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Books for those in ministry organizations who desire to take their leadership, teams, governance, and ministry effectiveness to the next level.

18 Jun '09

Complacency or urgency?

One of the deadliest threats to any ministry, be it a church, mission, mission team or some other ministry is that of complacency.

Complacency is defined as self satisfaction accompanied by unawareness of actual dangers or deficiencies (Webster).

I am struck at how often when talking to ministry leaders and asking them about how the ministry is doing that the answer is overwhelmingly positive.

There is often little urgency among those I interact with that things need to be different, that not all is well or that they need to do things differently. I contrast that response with those who are business owners who give me a very realistic answer regarding the challenges they face and the difficult issues they are wrestling with.

When I talk to ministry leaders and the vast majority of their report is positive and I don't hear the critical analysis of what should be different, what real deficiencies or threats exist, I know that I am talking to someone who does not live with a sense of urgency, tends to gloss over deficiencies and likes to put a positive spin on situations - rather than do the critical analysis needed to understand reality.

And, I can safely assume that their own teams or reports live with the same complacency they do. Perhaps it is the fact that ministries have so little accountability generally and that we just assume that Jesus will do what He wants to do that we don't ask and answer the critical questions and live with such complacency. Unlike those in the business world, many Christian leaders don't have to live with a profit or loss statement and thus live more easily with contentment with where things are.

The sad thing is that the state of the church and the effectiveness of much of what passes for missions is woefully inadaquate and ineffective. That is a result of complacency and lack of urgency.

That self-satisfaction comes from a lack of critical analysis of what could be, or ministry fruit left on the table because of our satisfaction with what is.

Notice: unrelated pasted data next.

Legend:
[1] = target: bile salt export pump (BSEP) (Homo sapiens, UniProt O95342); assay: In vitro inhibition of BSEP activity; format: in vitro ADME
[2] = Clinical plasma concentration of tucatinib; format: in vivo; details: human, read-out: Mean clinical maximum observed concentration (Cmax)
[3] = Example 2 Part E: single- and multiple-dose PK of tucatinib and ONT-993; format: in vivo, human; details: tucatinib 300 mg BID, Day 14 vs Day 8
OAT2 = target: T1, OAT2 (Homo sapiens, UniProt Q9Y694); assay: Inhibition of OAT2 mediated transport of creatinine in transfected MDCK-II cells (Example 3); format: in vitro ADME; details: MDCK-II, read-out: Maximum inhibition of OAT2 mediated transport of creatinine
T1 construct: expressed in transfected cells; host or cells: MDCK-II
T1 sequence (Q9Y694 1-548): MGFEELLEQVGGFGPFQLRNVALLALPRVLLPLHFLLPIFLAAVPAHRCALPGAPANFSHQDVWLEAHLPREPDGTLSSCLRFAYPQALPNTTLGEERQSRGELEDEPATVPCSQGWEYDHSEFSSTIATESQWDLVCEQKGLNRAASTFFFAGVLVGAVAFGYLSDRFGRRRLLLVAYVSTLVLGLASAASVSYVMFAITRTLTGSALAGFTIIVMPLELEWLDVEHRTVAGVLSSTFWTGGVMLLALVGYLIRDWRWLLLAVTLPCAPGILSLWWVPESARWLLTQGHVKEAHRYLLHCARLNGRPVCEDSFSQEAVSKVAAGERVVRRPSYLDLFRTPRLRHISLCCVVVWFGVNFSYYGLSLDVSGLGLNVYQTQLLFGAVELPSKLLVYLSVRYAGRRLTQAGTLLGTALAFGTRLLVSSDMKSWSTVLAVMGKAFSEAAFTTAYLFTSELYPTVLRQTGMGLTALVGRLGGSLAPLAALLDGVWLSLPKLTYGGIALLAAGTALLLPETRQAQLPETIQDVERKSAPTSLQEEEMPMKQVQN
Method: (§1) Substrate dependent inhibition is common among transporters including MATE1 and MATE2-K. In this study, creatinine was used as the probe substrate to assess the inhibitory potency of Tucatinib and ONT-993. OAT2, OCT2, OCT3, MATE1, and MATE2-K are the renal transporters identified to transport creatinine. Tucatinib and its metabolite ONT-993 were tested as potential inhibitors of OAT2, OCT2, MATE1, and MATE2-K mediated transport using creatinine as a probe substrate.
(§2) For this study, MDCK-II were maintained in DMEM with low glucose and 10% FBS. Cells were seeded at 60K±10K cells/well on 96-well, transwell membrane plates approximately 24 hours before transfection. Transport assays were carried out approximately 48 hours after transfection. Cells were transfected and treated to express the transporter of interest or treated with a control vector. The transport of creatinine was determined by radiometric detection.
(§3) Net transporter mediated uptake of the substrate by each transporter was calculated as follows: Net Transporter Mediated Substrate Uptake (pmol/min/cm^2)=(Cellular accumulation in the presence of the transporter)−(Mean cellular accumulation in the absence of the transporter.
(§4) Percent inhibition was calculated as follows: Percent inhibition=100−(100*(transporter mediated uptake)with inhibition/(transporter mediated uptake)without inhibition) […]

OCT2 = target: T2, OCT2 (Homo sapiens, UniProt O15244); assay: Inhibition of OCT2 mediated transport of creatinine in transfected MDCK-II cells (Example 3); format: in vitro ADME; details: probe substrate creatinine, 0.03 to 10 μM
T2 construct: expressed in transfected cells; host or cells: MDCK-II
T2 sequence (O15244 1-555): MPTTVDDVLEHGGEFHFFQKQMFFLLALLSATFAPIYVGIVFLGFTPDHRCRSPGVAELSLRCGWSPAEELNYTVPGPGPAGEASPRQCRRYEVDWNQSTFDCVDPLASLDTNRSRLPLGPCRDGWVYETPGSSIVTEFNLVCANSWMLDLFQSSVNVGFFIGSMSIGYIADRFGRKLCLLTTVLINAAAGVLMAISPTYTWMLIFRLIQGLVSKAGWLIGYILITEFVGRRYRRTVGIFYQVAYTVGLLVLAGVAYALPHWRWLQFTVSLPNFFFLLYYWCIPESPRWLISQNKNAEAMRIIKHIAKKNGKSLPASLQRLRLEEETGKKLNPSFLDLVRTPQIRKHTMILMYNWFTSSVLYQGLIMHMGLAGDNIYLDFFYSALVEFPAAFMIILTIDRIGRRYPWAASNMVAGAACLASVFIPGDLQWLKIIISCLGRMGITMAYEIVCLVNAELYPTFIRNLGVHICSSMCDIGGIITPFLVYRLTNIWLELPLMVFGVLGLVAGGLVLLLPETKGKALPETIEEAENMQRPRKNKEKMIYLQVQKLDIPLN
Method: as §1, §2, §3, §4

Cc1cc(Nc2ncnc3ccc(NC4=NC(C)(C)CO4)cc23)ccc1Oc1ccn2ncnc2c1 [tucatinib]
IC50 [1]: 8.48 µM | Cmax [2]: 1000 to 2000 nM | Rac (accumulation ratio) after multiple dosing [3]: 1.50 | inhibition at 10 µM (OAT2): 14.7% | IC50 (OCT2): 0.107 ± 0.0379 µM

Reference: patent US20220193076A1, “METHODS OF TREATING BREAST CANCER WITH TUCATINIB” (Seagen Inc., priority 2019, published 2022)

Companies that become complacent and self-satisfied die or go into bankruptcy - so General Motors and Chrysler and a host of others who have disappeared in the last decade. Ministries simply move into decline, seemingly oblivious that anything is wrong or that things could be different.

Good leaders are never complacent or satisfied and they do not allow their teams to live in complacency either. They are always asking critical questions about priorities, strategy, opportunities and dangers. They celebrate wins but they never camp on the wins or the success of the past but are always looking at the untapped opportunities of the future.

This is about a way of thinking and living and leading.

Urgency is not about doing more or doing it faster or creating more activity. Leaders who live with a sense of urgency often engage in less activity than others but do far more critical analysis and ask harder questions and focus their attention on those things that will push the missional agenda the farthest. They are also not looking for swift wins (nice when they come) but long term ministry fruit.

The apostle Paul lived with a sense of urgency that was evident in his life and his teaching. He constantly exhorted in his epistles to the churches to never be content with their spiritual life or their ministry but to work while it is still day for the night comes.

Good leaders do less, focus on the most important and constantly communicate with their priorities and communication their sense of urgency to see the ministry they lead (or the team they lead) maximize their potential.

And they communicate their sense of urgency to their staff who easily fall into a mode of comfort (we all gravitate there) and live with a deep sense that we must always be looking for better ways to fulfill our mission.

Their calendars reflect that commitment! Their priorities reflect that commitment. Their communication reflects that commitment and their meetings reflect that commitment. The focus of their lives reflects that commitment.

Where are you living on the complacency/urgency continuum?

For a great read on this subject, take a look at John P. Kotter's book, A Sense of Urgency. Our senior team is reading it right now. I deeply desire that our ministry live with urgency not complacency.